*“Heat Stress in Lamas” Authored by David G. Pugh, DVM, C. Norman Evans, DVM, Jimmy Hudson, MD, Art Kennel, MD, and LaRue Johnson, DVM 1999.

Finding Volunteer Work on Alpaca Farms

alpaca sitting

Guest Post by James Cave

There’s no doubt that alpacas are pretty much the coolest animals around. If you’re thinking about going into the alpaca farming business but aren’t sure if it’s right for you, a good way to get experience (and get to know these awesome creatures) is taking on some volunteer work on an alpaca farm.

Easier said than done, you may think, but there are plenty of alpaca farmers looking for people to help them out. You just have to know where to look.


Nothing to do with dogs, and everything to do with alpacas; WWOOF stands for Willing Workers On Organic Farms. Sites to look at are WWOOF International and WorkAway. These sites cover all the bases: from fruit picking in Australia to livestock herding in Europe.

Sites that offer WWOOFing opportunities are often the first port of call for alpaca farmers who are looking for volunteers because they know they’ll find people who are looking for farm based work, usually in exchange for accommodation.

You can find volunteer work on alpaca farms all year round; sometimes you may even find exciting opportunities abroad, giving you the chance to travel too.

House Sitting

Another slightly off the wall place to look is on house sitting websites.  I’m speaking from experience, as last year I found a fairly small alpaca farm sit in the French Pyrenees.  You may think you need experience for these “house sits”, but the term is misleading; usually the farmers will have set aside a few weeks to train you in running the farm and caring for the animals. It is their livelihood, after all.

I took on the sit with my partner, and we were provided with an intense three week training course. All the bases were covered, from alpaca nutrition to medical care. The result was a wonderful month learning about and caring for a herd of 18 alpacas, while picking up some much valued experience.

Since then I’ve seen more alpaca farm sits appearing on Trusted Housesitters, in countries as diverse as France and New Zealand. It’s a good idea to keep an eye on the main house sit listing page to make sure you don’t miss out; I keep the box ticked for ‘farm animals’ to make it even easier to spot an alpaca farm sit when one does appear.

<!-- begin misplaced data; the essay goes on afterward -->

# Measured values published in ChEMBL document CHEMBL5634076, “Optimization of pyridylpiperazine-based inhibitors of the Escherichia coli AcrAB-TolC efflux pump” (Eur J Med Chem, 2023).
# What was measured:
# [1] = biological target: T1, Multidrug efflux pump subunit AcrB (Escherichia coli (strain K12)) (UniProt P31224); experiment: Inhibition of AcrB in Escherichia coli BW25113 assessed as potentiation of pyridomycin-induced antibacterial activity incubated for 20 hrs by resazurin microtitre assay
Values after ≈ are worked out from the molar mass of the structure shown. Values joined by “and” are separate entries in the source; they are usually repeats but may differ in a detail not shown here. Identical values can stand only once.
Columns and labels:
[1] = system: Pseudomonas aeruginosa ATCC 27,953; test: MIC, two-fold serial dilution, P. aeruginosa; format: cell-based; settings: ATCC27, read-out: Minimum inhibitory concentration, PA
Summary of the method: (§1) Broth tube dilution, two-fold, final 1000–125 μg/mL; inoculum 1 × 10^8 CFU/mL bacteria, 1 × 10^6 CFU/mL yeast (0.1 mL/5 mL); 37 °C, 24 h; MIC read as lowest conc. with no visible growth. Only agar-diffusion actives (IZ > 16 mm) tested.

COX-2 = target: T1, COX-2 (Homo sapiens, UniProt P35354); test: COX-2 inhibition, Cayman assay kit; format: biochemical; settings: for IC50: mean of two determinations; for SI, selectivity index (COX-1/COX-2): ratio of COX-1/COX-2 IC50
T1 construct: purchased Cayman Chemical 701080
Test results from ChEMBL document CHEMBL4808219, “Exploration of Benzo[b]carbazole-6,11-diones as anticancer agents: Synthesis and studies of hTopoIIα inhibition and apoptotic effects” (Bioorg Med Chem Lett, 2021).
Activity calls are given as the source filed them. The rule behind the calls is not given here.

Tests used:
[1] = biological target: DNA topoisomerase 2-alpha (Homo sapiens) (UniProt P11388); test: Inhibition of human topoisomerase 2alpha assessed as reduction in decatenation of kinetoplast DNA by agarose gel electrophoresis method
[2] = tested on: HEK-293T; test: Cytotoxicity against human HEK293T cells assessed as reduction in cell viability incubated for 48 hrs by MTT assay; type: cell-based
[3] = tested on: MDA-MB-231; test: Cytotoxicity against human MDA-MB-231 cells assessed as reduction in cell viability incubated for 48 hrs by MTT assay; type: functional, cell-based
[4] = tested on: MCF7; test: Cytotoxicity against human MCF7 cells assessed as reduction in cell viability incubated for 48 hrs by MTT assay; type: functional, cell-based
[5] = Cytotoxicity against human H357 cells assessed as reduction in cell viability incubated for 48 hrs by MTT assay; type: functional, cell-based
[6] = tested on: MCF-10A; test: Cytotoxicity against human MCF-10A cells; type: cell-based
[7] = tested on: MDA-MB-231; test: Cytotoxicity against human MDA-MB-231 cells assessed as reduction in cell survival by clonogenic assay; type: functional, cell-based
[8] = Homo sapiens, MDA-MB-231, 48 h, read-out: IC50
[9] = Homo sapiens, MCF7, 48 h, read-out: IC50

alpaca sitting

Call Farms Directly

The last idea will take a little bit of confidence. The old school way to find a volunteer opportunity is to call alpaca farms in your local area and ask. It may be that they’re not looking for volunteers, but they might be able to pass you details of a farmer they know who is.

Another way to get in touch with alpaca farmers is via their own websites. Some will mention whether or not they’re looking for volunteers, so you don’t need to be shy about sending an email or making a phone call.

Thanks for stopping by James! Lots of alpaca farmers could use some help. ~Katy

Alpacas 101 Class Coming Up June 1


Saturday, June 1, 2013

An educational seminar designed to provide you with all the information you need to know to start your alpaca farm.

This seminar will be held at Fairhope Alpacas in Fairhope, Alabama, home to more than 80 huacaya alpacas. It will be hosted by Katy and Jim Cocking who have over 24 years of experience successfully breeding high quality alpacas.

Topics will include:

The history and utility of alpacas

Investment opportunity

Tax benefits

Development of business plans

Purchase selection

Herd management including parasite prevention & basic nutrition

Simple daily care of alpacas

Managing alpacas in hot, humid climates

Fleece and what to do with it

Marketing and selling your alpacas

Bring all your alpaca questions! There will also be an opportunity to get “hands-on” experience working with the alpacas in the afternoon.

So join us on Saturday, June 1 from 9:00am-5:00pm (Central Time) for this educational alpaca event. Cost is $45 per person or $80 for two people from the same farm. This includes breakfast, lunch, the seminar, handouts, “hands-on” experience and a suggested reading list to take home with you. Class size is limited so register today to reserve your place.

Contact Katy Spears at 251-583-5251 for more information. Click here for registration form.

See what past attendees have said about Alpacas 101. Visit our farm’s website. We’re in the process of downsizing our herd so we’re slashed our prices! We’re offering HUGE PACKAGE DISCOUNTS as well. Check out our sale list!